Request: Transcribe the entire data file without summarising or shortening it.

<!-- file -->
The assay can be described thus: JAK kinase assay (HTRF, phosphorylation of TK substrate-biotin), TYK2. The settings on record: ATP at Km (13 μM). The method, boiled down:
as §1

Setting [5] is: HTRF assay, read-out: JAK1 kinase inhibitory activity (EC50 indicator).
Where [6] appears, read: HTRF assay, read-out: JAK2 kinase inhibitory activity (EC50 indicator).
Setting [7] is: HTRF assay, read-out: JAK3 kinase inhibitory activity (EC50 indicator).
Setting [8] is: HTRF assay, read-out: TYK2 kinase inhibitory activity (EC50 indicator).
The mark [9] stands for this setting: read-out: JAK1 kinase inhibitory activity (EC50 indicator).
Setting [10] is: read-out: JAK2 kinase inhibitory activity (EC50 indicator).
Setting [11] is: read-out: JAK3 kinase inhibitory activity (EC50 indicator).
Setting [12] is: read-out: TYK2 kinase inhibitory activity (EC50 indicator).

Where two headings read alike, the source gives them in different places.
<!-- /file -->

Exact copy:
The assay can be described thus: JAK kinase assay (HTRF, phosphorylation of TK substrate-biotin), TYK2. The settings on record: ATP at Km (13 μM). The method, boiled down:
as §1

Setting [5] is: HTRF assay, read-out: JAK1 kinase inhibitory activity (EC50 indicator).
Where [6] appears, read: HTRF assay, read-out: JAK2 kinase inhibitory activity (EC50 indicator).
Setting [7] is: HTRF assay, read-out: JAK3 kinase inhibitory activity (EC50 indicator).
Setting [8] is: HTRF assay, read-out: TYK2 kinase inhibitory activity (EC50 indicator).
The mark [9] stands for this setting: read-out: JAK1 kinase inhibitory activity (EC50 indicator).
Setting [10] is: read-out: JAK2 kinase inhibitory activity (EC50 indicator).
Setting [11] is: read-out: JAK3 kinase inhibitory activity (EC50 indicator).
Setting [12] is: read-out: TYK2 kinase inhibitory activity (EC50 indicator).

Where two headings read alike, the source gives them in different places.